When we first moved to Rome from Zimbabwe our list of desires for where to live were all about ease and practicality. I wanted stable electricity and water that came out of the tap every time I turned it on. I wanted a safe neighborhood where I could walk to grocery stores and coffee bars. It also had to be not too far from school for Noah or work for Mark. We ended up in Balduina, a very well appointed neighborhood just north of the Vatican that had just about everything on the list.
As our time here in Rome marched on so did our desires and needs and we moved off the Monte Mario to Monti and have found another very happy place to call home. I loved our time living up on the hill. It took a long time to find another butcher I liked as much and I still think that the Castroni in Piazza della Balduina is the best one in town.
The only thing that takes me back to the old neighborhood is that is where my dentist is. So you can guess how often that happens. The other evening after a dreaded, but ultimately just fine visit, Mark and I decided to go back to one of our old haunts, Il Peperoncino Dispettoso, for a quick weeknight pizza dinner.
When I was in Paris a few weeks ago I spent the better part of the morning at one of my favorite places in Paris. Not the taking in the Matisse and Renoir's at Musée d'Orsay watching the chic Saint Germaine crowds pass by at the Cafe Deux Magot, but at the legendary Le Bon Marche. This is a tradition of mine. I start at the beauty counters, move to the shoe department, linger in the house and stationery floor and eventually end up at Le Grande Epicere where I purchase a suitcase full of french groceries. Here in Rome we do not have department stores with quite the grandeur or selection that the grande boulevards of Paris offer, but we do have two really good department store options.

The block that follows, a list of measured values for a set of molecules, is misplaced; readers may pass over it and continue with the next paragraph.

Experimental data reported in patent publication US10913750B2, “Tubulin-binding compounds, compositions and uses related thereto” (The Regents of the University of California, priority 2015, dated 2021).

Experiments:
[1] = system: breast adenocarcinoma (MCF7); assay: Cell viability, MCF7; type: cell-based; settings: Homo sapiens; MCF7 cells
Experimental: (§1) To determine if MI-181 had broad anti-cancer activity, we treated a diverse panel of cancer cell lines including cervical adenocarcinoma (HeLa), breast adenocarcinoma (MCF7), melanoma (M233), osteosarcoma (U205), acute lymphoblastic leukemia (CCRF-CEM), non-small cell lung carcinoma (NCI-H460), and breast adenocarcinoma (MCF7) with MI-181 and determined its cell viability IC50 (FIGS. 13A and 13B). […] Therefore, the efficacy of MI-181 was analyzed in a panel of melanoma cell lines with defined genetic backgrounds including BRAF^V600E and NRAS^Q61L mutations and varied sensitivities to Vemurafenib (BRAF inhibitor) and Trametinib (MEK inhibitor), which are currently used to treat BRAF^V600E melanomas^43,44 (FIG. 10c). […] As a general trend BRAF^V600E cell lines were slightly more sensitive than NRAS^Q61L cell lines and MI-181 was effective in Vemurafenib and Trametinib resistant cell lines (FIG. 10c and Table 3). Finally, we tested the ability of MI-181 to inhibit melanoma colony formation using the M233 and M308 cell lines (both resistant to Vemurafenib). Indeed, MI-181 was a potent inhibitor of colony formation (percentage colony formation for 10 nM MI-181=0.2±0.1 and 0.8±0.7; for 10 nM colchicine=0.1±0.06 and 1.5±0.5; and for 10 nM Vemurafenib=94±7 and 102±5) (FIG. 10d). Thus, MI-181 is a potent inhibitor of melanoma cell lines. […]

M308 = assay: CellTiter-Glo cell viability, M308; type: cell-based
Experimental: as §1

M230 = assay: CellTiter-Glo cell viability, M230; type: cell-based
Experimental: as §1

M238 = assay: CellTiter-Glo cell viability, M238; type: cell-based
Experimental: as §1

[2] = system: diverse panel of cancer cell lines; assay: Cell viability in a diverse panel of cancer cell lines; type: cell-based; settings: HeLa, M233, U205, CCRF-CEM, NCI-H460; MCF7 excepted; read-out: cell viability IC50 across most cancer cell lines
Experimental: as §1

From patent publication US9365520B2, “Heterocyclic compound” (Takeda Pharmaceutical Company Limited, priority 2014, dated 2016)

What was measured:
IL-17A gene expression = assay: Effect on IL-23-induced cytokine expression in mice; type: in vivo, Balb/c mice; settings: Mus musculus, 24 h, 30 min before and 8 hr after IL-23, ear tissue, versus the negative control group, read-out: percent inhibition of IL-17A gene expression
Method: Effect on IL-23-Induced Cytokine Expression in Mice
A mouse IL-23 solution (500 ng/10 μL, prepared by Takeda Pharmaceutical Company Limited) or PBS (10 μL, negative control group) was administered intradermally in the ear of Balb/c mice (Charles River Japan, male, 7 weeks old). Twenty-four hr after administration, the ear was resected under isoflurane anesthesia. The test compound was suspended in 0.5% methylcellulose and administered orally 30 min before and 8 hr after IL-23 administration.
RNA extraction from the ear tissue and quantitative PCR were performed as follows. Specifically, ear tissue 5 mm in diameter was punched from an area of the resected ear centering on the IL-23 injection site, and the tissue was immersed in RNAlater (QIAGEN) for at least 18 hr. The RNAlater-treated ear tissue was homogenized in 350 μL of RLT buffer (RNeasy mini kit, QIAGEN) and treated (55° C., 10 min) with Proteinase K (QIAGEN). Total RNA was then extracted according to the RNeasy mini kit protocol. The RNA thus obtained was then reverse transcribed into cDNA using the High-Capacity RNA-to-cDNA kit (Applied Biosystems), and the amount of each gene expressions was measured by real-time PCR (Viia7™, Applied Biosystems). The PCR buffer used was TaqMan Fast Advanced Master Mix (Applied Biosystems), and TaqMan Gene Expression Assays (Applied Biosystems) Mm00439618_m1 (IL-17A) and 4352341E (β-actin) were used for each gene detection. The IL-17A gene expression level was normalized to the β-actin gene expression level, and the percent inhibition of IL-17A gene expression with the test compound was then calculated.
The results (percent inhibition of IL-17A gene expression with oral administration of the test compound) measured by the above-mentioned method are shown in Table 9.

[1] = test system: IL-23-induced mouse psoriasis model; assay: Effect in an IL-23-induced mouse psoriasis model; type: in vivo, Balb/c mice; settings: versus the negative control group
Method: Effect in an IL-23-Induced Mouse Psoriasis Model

How are those New Years healthy eating resolutions going? After a trip to Paris and a few weeks of Carnevale treats I am ready for some crunchy salads and vitamin packed juice. I hate the phrase "eating clean" but I just realized that bikini season will be here in a a little more than six weeks. In the name of research and my waistline, here are two more places to supplement your pasta and pizza eating.
Rome is in the in-between right now. It is clear that spring is on it's way. I know that it is still technically winter, but the days are getting perceptibly longer, the shadows are changing, and most noticeably the produce selection in the market is getting some very welcome additions. Notably artichokes.
I have loved artichokes since I was little. My mother would boil them in salty water and serve them with lemony butter and I would scrape every last tender part off the spiky leaves, scooping up as much butter as possible of course. The choke was my favorite part, but it was a hard won reward, requiring delicate almost surgical precision to slice out the thin, sharp thistle. Here in the Rome the local artichokes, known as carciofo Romanesco have leaves that are tender and a choke without the fearsome prickle. I am happy to share some of my favorite places to eat artichokes in Rome.
This past weekend was action packed. We had houseguests and there were some major demonstrations that shut down most of central Rome for most of Saturday afternoon. It was also a few days of ridiculously pretty sunny skies and a flurry of activities organized for a group of visiting bloggers from Florence. Friday night I joined in on the fun that began with a very lively aperitivo hour and the Beehive. As dinner hour approached we piled into taxis and headed to the Enoteca Provincia Romana - Terre e Domus.
If your are reading my blog from pretty much anywhere on the east coast of the United States I know that you are fed up with winter. I have some great news for you. I have just finished putting all of my favorite places on the Amalfi Coast, Capri and Paestum into an ebook that you can download for your Kindle or Kindle app. Click on the book cover at the end of this post.